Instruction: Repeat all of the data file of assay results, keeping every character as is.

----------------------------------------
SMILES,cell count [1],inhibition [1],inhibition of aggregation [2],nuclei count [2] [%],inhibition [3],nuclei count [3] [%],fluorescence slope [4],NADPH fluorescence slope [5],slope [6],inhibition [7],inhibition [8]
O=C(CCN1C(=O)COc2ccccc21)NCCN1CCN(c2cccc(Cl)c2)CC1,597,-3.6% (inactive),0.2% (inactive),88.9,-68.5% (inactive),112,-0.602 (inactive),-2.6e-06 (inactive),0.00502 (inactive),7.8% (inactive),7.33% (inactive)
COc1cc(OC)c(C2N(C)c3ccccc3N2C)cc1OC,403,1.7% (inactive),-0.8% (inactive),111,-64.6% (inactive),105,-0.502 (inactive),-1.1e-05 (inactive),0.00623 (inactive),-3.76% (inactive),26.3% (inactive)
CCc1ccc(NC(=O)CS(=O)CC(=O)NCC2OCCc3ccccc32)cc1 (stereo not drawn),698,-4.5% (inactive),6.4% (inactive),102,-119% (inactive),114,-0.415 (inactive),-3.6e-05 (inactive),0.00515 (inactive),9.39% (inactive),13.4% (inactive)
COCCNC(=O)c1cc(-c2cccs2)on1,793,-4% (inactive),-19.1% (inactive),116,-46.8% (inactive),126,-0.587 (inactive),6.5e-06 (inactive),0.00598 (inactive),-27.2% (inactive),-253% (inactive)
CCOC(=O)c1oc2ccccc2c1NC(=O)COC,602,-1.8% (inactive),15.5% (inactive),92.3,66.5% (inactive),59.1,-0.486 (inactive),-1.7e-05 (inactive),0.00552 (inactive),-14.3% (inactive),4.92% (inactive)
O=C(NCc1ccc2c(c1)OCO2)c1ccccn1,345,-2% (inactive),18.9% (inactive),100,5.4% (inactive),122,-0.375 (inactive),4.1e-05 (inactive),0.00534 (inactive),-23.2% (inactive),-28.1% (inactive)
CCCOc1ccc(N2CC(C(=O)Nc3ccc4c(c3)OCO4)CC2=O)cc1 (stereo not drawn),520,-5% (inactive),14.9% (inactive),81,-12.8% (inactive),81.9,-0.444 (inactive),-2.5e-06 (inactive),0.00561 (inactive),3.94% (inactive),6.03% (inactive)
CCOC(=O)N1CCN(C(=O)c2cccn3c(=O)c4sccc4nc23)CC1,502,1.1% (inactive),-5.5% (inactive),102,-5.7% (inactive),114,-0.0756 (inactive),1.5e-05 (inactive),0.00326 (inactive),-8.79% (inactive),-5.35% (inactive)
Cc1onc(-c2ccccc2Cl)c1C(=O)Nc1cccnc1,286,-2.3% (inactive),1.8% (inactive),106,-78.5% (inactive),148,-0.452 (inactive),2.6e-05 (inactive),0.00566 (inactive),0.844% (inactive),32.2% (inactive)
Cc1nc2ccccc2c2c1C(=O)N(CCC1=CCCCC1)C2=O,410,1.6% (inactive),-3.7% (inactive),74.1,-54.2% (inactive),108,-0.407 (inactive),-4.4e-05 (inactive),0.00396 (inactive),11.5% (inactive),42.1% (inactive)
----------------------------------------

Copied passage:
SMILES,cell count [1],inhibition [1],inhibition of aggregation [2],nuclei count [2] [%],inhibition [3],nuclei count [3] [%],fluorescence slope [4],NADPH fluorescence slope [5],slope [6],inhibition [7],inhibition [8]
O=C(CCN1C(=O)COc2ccccc21)NCCN1CCN(c2cccc(Cl)c2)CC1,597,-3.6% (inactive),0.2% (inactive),88.9,-68.5% (inactive),112,-0.602 (inactive),-2.6e-06 (inactive),0.00502 (inactive),7.8% (inactive),7.33% (inactive)
COc1cc(OC)c(C2N(C)c3ccccc3N2C)cc1OC,403,1.7% (inactive),-0.8% (inactive),111,-64.6% (inactive),105,-0.502 (inactive),-1.1e-05 (inactive),0.00623 (inactive),-3.76% (inactive),26.3% (inactive)
CCc1ccc(NC(=O)CS(=O)CC(=O)NCC2OCCc3ccccc32)cc1 (stereo not drawn),698,-4.5% (inactive),6.4% (inactive),102,-119% (inactive),114,-0.415 (inactive),-3.6e-05 (inactive),0.00515 (inactive),9.39% (inactive),13.4% (inactive)
COCCNC(=O)c1cc(-c2cccs2)on1,793,-4% (inactive),-19.1% (inactive),116,-46.8% (inactive),126,-0.587 (inactive),6.5e-06 (inactive),0.00598 (inactive),-27.2% (inactive),-253% (inactive)
CCOC(=O)c1oc2ccccc2c1NC(=O)COC,602,-1.8% (inactive),15.5% (inactive),92.3,66.5% (inactive),59.1,-0.486 (inactive),-1.7e-05 (inactive),0.00552 (inactive),-14.3% (inactive),4.92% (inactive)
O=C(NCc1ccc2c(c1)OCO2)c1ccccn1,345,-2% (inactive),18.9% (inactive),100,5.4% (inactive),122,-0.375 (inactive),4.1e-05 (inactive),0.00534 (inactive),-23.2% (inactive),-28.1% (inactive)
CCCOc1ccc(N2CC(C(=O)Nc3ccc4c(c3)OCO4)CC2=O)cc1 (stereo not drawn),520,-5% (inactive),14.9% (inactive),81,-12.8% (inactive),81.9,-0.444 (inactive),-2.5e-06 (inactive),0.00561 (inactive),3.94% (inactive),6.03% (inactive)
CCOC(=O)N1CCN(C(=O)c2cccn3c(=O)c4sccc4nc23)CC1,502,1.1% (inactive),-5.5% (inactive),102,-5.7% (inactive),114,-0.0756 (inactive),1.5e-05 (inactive),0.00326 (inactive),-8.79% (inactive),-5.35% (inactive)
Cc1onc(-c2ccccc2Cl)c1C(=O)Nc1cccnc1,286,-2.3% (inactive),1.8% (inactive),106,-78.5% (inactive),148,-0.452 (inactive),2.6e-05 (inactive),0.00566 (inactive),0.844% (inactive),32.2% (inactive)
Cc1nc2ccccc2c2c1C(=O)N(CCC1=CCCCC1)C2=O,410,1.6% (inactive),-3.7% (inactive),74.1,-54.2% (inactive),108,-0.407 (inactive),-4.4e-05 (inactive),0.00396 (inactive),11.5% (inactive),42.1% (inactive)